March of the Crabs, Volume 1: The Crabby Condition

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Spider-Man, or a version of him anyway, is back for his second foray into the world of Secret Wars, but is it worth the read.  Let’s find out.

Despite the mouthful of a title, Amazing Spider-Man: Renew Your Vows #1, tells a relatively simple story.  It tells of a simpler, and possibly happier, time in Peter Parker’s life.  A time when he is still married to MJ.  A time before he traded that marriage to Mephisto so that the demon would erase the world’s memory of Peter revealing himself to be Spider-Man.  The story also brings in a villain known as Regent, who has the ability to steal the super powers of Marvel’s heroes.  By the time this first issue is finished, the world of Spider-Man that you thought you knew has been significantly changed.

Longtime Spidey scribe, Dan Slott, gets the writing duties here.  I have very limited experience with his work on the character, but from what I’ve read here, I think I like his take.  He seems to have brought the character back to his roots.  I mean that very literally, as in Peter looking at his uncle Ben’s famous advice in a completely different light.  It’s actually a pretty interesting moment in the latter half of the book.  The other two aspects that I think this issue focuses heavily on are identity, and choices.  Early on in the story, Spider-Man meets up with the Avengers and has Iron Man specifically tell him that it’s his secret identity that’s holding him back from doing bigger and better things, and it’s something that Peter thinks about for a moment.  Regarding choices, Slott again takes Spidey back to his roots, where he forces the character to make a choice between trying to fight and save the city at large, or holding back from the bigger fight to take out a smaller (but no less dangerous) threat to his own family.  It makes for a pretty compelling story.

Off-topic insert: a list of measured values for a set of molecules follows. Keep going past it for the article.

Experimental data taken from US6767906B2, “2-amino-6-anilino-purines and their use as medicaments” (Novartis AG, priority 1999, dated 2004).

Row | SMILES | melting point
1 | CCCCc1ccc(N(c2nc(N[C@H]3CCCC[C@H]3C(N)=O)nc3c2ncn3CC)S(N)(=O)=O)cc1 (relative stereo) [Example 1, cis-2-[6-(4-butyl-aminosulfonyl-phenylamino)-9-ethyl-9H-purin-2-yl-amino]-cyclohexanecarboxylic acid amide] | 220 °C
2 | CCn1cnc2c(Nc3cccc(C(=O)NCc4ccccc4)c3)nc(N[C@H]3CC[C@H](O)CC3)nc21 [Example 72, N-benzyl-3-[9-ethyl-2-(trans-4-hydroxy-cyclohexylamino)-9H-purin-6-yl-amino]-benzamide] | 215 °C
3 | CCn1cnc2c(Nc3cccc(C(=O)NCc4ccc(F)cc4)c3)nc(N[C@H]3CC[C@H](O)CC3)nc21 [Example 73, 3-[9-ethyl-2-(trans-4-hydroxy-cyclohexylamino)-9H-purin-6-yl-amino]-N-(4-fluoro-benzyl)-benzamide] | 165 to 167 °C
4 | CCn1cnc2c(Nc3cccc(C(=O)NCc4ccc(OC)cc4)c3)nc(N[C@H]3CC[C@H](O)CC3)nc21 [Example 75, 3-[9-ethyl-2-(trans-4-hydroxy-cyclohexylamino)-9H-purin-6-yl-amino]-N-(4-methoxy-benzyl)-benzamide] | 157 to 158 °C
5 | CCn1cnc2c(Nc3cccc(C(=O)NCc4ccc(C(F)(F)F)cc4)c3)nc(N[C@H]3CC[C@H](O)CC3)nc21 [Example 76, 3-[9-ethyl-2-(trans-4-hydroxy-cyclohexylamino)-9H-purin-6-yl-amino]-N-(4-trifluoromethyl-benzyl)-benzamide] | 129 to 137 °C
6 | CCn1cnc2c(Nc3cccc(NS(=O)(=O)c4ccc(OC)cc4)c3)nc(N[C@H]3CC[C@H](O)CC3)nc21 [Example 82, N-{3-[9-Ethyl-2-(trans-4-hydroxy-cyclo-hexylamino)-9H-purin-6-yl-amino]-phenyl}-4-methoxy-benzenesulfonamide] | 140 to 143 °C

Veteran, Adam Kubert, takes the artistic reigns in this series.  For the most part, he does a solid job.  There are some odd stylistic choices to some of the Avengers members’ costumes that I’m not quite sure I like (or understand).  Unless he was simply going for the aspect of this being an alternate universe version of Spider-Man and the other heroes.  The action scenes are well done.  Fights flow from one page to the next with ease.  Also, I’ve always felt that the best artists on Spider-Man comics, are the ones that can make the character emote through the mask, and Kubert pulls that off pretty well here.

By the end of this issue, I wasn’t completely blown away, but I was definitely entertained and happy with it.  And I know I’ve said it more than a few times, but I am very pleased to see that Marvel really took some time to line up some great creators for most of the tie-in books to this massive event series.

The Verdict for Amazing Spider-Man: Renew Your Vows #1:
I can dig it.

Until next time,
Stay nerdy, my friends.

Upcoming reviews:
East of West, Volume 3: There Is No Us TPB
Secret Wars: Battleworld #2
Wytches #1-#6
March of the Crabs, Volume 1: The Crabby Condition